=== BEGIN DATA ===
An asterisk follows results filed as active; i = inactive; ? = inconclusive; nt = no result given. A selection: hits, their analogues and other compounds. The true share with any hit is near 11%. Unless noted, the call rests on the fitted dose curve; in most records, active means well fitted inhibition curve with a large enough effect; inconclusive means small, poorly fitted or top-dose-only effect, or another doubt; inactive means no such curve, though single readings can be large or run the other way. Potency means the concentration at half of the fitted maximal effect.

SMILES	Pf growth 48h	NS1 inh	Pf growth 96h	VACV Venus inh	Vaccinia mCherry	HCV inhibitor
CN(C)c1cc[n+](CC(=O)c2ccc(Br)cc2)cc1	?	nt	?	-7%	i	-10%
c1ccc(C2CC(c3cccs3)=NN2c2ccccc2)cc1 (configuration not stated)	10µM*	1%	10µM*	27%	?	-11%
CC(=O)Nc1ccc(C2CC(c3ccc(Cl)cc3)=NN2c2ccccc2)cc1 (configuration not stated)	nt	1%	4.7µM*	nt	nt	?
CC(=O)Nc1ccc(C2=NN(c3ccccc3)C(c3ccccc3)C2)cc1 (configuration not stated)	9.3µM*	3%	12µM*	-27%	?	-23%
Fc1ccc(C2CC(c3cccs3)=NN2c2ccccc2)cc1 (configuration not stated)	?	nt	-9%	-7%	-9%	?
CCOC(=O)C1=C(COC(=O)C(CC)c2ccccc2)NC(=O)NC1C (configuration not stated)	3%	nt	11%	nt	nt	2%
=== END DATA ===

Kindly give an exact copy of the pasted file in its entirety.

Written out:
An asterisk follows results filed as active; i = inactive; ? = inconclusive; nt = no result given. A selection: hits, their analogues and other compounds. The true share with any hit is near 11%. Unless noted, the call rests on the fitted dose curve; in most records, active means well fitted inhibition curve with a large enough effect; inconclusive means small, poorly fitted or top-dose-only effect, or another doubt; inactive means no such curve, though single readings can be large or run the other way. Potency means the concentration at half of the fitted maximal effect.

SMILES	Pf growth 48h	NS1 inh	Pf growth 96h	VACV Venus inh	Vaccinia mCherry	HCV inhibitor
CN(C)c1cc[n+](CC(=O)c2ccc(Br)cc2)cc1	?	nt	?	-7%	i	-10%
c1ccc(C2CC(c3cccs3)=NN2c2ccccc2)cc1 (configuration not stated)	10µM*	1%	10µM*	27%	?	-11%
CC(=O)Nc1ccc(C2CC(c3ccc(Cl)cc3)=NN2c2ccccc2)cc1 (configuration not stated)	nt	1%	4.7µM*	nt	nt	?
CC(=O)Nc1ccc(C2=NN(c3ccccc3)C(c3ccccc3)C2)cc1 (configuration not stated)	9.3µM*	3%	12µM*	-27%	?	-23%
Fc1ccc(C2CC(c3cccs3)=NN2c2ccccc2)cc1 (configuration not stated)	?	nt	-9%	-7%	-9%	?
CCOC(=O)C1=C(COC(=O)C(CC)c2ccccc2)NC(=O)NC1C (configuration not stated)	3%	nt	11%	nt	nt	2%